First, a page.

Punalu’u Black Sand Beach (see the Honu!)

This beach is not only known for its pristine black sand, but for its popularity with honus (Hawaiian for “turtles”). Every time we’ve been here turtles abound. If they park on the sand lifeguards will usually set up boundaries around them, but if you happen to see one on its own, make sure not to touch or harass it. Turtles are protected here and are incredible to witness on their own.

Ke’ei

Something you may notice about south beaches is that they aren’t exactly a piece of cake to get to. Ke’ei is a perfect example of this; heading south of Kona you’ll have to take a long winding road that turns into a thin bumpy drive down a narrow path (“road” isn’t quite the right word). Honestly, we love this beach but you’ll probably feel a little intimidated if you decide to make your way down there.

Pu’u o Honaunau (Two Step)

A must do in every sense of the word. Turtles, great snorkeling. Just trust us.

Hookena

This beach is fully embraced by the local community. You can rent all kinds of gear including kayaks, snorkels, and boogie boards. They have a snack bar and you can camp for $21.

Pebble Beach

Another difficult (or at least inconvenient) drive down a very steep road. If you want to go swimming please find another stop, the current is very strong and the “sand” is actually large pebbles that make a lovely sound but can hurt…

Milolii

Down a lonnnnnnng and winding road (we hope you sang that in your head), this beach is frequented by the surrounding community. If you visit this beach and get the feeling you’re not welcome, you should probably trust that.

Road to the Sea

We love love love this spot, especially for camping. But you WILL need 4WD with clearance and confidence (we have one but not the other). Because of the tough drive and remote location, the black sand beaches at the end of the road to the sea are usually sparsely populated.

Whittington

This is a pit stop if you want to stretch your legs unless you’re staying in the area.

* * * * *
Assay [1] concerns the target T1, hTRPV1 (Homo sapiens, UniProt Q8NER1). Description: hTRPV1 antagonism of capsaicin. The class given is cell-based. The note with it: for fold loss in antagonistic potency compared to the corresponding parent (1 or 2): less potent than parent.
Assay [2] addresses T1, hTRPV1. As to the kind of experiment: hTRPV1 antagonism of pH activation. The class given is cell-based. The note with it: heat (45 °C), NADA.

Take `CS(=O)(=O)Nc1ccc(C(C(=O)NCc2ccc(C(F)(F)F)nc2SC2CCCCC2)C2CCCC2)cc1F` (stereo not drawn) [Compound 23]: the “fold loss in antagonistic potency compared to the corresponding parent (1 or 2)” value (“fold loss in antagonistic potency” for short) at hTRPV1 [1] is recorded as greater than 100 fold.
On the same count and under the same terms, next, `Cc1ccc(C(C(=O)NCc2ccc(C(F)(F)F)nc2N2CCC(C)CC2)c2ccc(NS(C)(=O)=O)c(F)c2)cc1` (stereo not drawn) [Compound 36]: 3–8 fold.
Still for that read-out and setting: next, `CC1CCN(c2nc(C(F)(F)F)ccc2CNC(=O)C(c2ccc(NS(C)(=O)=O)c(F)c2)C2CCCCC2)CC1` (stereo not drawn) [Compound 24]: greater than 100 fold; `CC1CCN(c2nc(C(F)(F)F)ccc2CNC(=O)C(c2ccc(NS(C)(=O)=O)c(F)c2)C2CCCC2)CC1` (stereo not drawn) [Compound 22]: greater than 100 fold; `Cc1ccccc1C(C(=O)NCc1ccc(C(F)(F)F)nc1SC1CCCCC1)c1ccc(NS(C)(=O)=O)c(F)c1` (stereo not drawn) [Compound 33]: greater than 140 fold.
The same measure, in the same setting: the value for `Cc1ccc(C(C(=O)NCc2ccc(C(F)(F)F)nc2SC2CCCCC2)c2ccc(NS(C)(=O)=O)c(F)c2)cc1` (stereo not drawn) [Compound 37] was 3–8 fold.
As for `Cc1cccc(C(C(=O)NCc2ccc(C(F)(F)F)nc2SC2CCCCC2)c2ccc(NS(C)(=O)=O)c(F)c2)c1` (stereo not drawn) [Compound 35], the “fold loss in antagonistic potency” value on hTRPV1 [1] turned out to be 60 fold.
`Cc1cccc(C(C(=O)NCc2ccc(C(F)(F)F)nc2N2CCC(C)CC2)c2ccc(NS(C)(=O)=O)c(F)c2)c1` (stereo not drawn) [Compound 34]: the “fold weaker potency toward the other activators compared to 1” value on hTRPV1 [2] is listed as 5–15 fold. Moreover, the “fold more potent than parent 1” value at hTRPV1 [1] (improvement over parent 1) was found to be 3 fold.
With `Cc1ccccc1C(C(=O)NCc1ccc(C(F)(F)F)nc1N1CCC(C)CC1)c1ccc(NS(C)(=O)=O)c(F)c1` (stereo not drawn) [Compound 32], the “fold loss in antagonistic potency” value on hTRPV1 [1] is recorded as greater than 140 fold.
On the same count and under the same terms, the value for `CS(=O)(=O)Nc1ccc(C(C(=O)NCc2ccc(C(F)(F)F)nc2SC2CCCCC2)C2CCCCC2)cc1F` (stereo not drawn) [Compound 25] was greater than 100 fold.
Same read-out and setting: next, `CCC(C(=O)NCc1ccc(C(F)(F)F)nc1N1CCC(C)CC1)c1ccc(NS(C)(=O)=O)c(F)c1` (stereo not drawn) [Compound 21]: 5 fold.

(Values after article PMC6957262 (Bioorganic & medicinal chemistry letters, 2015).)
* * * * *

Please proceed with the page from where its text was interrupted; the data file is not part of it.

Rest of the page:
Green Sand Beach/ Papakolea

Rare and absolutely stunning, this is more of an experience than just a beach. You’ll need 4WD if you want to drive; you can also do the 2ish mile hike (be aware, it seems much longer), just make sure to bring plenty of water. Once you get to the beach, there’s a steep descent to the dark green sands below. The break here can be rough and the spectacularly colored sand is temporary. Fight the desire to bring a handful back with you, so more people are able to visit in the future!

Kaimu Black Sand Beach in Kalapana

Another stunning stretch of black sand, Kaimu is a new beach, caused by the volcanic eruption in the ‘80s. We won’t say it’s the best locale for lounging in the sun (this area tends to be cloudy) but it’s stark feel makes it a worthwhile stop if you’re in the area, especially for any visitor that’s interested in volcanoes.

Honolii

Hilo doesn’t have as many beach options as Kona and the northern side of the island, but Honolii is one of the more popular spots on the east side. It’s mostly known for its surf, but even non-surfers will enjoy relaxing on this long stretch of beach and watching the waves. It’s near Hilo town, so an easy detour for anyone in the area.

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Farmers Markets

Location: Kona

Keauhou Farmers Market

Everything at this market is 100% locally grown and produced in Hawaii. Choose from an enticing selection of produce, honey, flowers, Kona coffee, macadamia nuts, meat and eggs, handmade breads, jams, and so much more.

The Pure Kona Green Market

Enjoy live-music while you browse the various stalls here and enjoy samples of coffee, honey and more! This is a friendly market with tons of options for you to enjoy during your stay or for you to take home as gifts for all your friends and family.

Location: Waimea

Waimea Town Market

This market boasts a plethora of over 40 vendors selling everything from delicious fresh-baked pastries to artisan local crafts. This is our go-to for gifts, treats and if we want to treat ourselves to a unique piece of art.